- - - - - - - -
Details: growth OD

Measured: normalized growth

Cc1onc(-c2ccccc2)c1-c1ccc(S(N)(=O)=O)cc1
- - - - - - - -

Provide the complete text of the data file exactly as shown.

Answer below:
Details: growth OD

Measured: normalized growth

Cc1onc(-c2ccccc2)c1-c1ccc(S(N)(=O)=O)cc1